4 Age of Em Web Reviews

In addition to the Financial Times review I posted on, there are now four web reviews of Age of Em. (Kindle version now $14.39, delivers tomorrow.) In reverse chronological order:

Peter McCluskey, The Age of Em, Bayesian Investor, May 24.

This book analyzes a possible future era when software emulations of humans (ems) dominate the world economy. It is too conservative to tackle longer-term prospects for eras when more unusual intelligent beings may dominate the world. Hanson repeatedly tackles questions that scare away mainstream academics, and gives relatively ordinary answers. .. Even if we should expect a much less than 50% chance of Hanson’s scenario becoming real, it seems quite valuable to think about how comfortable we should be with it and how we could improve on it.

Neerav Kingsland, Book Review: The Age of Em, relinquishment, May 24.

It is worth reading for (at least) the following reasons: It is a survey of  us: To extrapolate what the em world might be like, Robin summarize the key findings of numerous academic fields. This vehicle makes the book a fascinating survey of what we know about humans – think David Brook’s The Social Animal, but through a more removed lens, and with a deeper blend of hard and soft sciences. It might not be too far away: .It is a thoughtful framework: ..

Peter St Onge, Review: Robin Hanson’s Age of Em, Profits of Chaos, May 22.

If you know Hanson you won’t be surprised that he packs a lot of ideas into one book. The pacing is fast, chock-full of interesting ideas to play with. .. Hanson has done a fantastic job sketching technologically and economically plausible outcomes to the future of humans and near-humans. He’s achieved what he set out to do, to stimulate these discussions, bring more minds into the game. I’d thoroughly recommend a read if you’re even remotely interested in the future of technology and humanity.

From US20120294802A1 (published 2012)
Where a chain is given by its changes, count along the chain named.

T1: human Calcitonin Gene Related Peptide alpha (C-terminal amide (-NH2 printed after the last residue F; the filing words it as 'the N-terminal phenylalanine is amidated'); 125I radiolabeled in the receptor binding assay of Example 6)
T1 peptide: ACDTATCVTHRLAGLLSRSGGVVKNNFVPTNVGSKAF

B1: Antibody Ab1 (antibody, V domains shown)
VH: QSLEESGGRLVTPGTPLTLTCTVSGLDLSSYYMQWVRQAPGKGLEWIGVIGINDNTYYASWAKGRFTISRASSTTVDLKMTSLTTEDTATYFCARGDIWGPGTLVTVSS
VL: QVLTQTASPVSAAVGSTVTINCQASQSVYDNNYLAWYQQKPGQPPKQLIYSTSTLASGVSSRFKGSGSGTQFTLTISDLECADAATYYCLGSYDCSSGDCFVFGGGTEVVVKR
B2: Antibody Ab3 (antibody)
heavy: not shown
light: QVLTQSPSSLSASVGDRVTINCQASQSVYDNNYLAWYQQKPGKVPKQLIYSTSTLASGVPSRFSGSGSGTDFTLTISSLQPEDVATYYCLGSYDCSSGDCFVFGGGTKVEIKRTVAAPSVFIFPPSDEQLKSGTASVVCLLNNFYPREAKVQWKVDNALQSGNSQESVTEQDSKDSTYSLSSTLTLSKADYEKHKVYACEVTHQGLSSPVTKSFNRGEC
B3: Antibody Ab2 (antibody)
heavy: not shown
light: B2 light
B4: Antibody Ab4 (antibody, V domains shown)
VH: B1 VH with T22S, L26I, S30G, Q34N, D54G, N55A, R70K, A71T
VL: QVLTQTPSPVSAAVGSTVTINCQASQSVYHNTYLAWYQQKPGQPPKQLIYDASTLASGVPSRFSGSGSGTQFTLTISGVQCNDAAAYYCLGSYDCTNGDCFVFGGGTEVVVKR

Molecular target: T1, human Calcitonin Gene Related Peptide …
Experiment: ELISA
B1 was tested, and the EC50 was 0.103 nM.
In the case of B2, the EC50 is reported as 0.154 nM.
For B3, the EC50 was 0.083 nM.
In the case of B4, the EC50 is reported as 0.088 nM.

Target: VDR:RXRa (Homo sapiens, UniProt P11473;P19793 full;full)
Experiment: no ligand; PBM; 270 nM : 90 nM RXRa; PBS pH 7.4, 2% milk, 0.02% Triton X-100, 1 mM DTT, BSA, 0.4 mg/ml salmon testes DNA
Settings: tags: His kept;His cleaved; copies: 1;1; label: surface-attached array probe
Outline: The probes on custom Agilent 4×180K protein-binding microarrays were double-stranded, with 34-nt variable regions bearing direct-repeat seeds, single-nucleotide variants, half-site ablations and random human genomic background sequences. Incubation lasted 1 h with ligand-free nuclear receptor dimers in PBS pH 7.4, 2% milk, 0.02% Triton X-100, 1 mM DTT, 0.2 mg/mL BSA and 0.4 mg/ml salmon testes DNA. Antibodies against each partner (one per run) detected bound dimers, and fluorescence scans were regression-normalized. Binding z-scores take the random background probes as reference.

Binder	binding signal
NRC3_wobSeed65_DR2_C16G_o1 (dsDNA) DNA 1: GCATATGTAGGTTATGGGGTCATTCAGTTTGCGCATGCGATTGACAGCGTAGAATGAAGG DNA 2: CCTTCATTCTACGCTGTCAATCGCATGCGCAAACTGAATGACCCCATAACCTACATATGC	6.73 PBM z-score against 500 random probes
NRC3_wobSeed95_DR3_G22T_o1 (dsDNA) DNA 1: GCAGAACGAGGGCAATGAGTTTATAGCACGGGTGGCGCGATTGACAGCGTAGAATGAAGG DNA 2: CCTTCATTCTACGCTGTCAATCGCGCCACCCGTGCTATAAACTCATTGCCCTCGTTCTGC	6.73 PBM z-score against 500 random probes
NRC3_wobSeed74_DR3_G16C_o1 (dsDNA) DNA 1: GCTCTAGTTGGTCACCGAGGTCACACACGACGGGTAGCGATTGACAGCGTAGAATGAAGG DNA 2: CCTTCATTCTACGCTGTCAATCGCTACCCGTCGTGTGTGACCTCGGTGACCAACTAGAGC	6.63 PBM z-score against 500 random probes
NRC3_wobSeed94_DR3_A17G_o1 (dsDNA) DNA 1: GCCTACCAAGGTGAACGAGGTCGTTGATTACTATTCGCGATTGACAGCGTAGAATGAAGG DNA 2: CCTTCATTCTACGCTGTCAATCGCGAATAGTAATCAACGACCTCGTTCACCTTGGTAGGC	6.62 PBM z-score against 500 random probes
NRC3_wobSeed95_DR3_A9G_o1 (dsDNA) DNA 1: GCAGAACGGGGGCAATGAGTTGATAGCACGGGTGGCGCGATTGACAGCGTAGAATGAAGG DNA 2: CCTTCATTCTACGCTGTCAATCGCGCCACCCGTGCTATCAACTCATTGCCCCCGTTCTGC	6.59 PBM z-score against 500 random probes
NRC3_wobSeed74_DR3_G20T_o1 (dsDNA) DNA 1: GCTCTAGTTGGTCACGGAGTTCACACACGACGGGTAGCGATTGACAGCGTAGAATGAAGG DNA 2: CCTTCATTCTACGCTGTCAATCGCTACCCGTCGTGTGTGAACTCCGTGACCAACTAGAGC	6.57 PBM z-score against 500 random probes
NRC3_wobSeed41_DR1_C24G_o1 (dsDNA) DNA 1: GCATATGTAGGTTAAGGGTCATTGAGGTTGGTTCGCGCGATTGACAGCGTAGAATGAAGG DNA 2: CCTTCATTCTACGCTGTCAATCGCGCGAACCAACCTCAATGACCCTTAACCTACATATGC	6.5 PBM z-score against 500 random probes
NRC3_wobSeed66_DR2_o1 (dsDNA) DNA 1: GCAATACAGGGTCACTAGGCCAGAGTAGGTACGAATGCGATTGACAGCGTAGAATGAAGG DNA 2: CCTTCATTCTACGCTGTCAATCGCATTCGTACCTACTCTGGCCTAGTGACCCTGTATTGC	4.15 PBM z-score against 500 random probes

Gaspar, review, Goodreads, April 13.

It seems he is just another victim of the conjunction fallacy. I still find hard to conceive how “today’s standard academic consensus science” (as the author writes) could analyze in an accurate and realistic way His very specific vision of future. .. I believe that some of the author’s statements (or maybe his way of expressing them) are very arrogant. .. All in all, it is a very interesting intellectual exercise to use today consensus theories from many fields to try to understand or imagine some possible future among many other possible futures.

This last review doesn’t offer any specific rebuttals, and was so early it must have been based on a draft. But it expresses a reaction I’ve seen often at my talks: incredulity that anyone could think such an analysis possible. Kingsland asks similarly:

While it seems clear that humans can make decent forecasts within their singularity (Robin gives some examples), it’s another to think that humans can make decent forecasts across singularities. Could a hunter and gatherer really have predicted the  industrial world? A farmer?

But we can use today’s social, human, and physical sciences to understand past farming and foraging eras in some detail, suggesting that such sciences do apply beyond our era. However, as David Lewis famously quipped, “I cannot refute an incredulous stare.”

St Onge disagrees with my estimate of near subsistence em wages; he estimates them to be a ten billion times larger than subsistence “because costs per life of building and maintaining their world will be so low.” I guess he just can’t imagine very low marginal productivity. Kingsland suggests culture might raise wages:

Perhaps it would become taboo to replicate yourself, akin to teenage pregnancy?

But if the fraction of ems willing to copy freely was anything like current, or even ancient, teen pregnancy rates, em wages must fall low.

McCluskey wants me to make one estimate more precise:

Wages in this scenario are somewhat close to subsistence levels. Ems have some ability to restrain wage competition, but less than they want. Does that mean wages are 50% above subsistence levels, or 1%? Hanson hints at the former. The difference feels important to me. I’m concerned that sound-bite versions of book will obscure the difference.

I’ll admit that I didn’t estimate this because I didn’t feel like I had a strong enough basis. But on reflection I’d guess that the ratio of productivity between the 90th and 10th percentile moves from today’s factor of 2 in US, and factor of 5 in the developing world, to more like a factor of 1.1 or 1.2. That might give the typical em roughly two extra hours of time per day to spend as they like, most of which ems plausibly spend on vying for status, perhaps at work.

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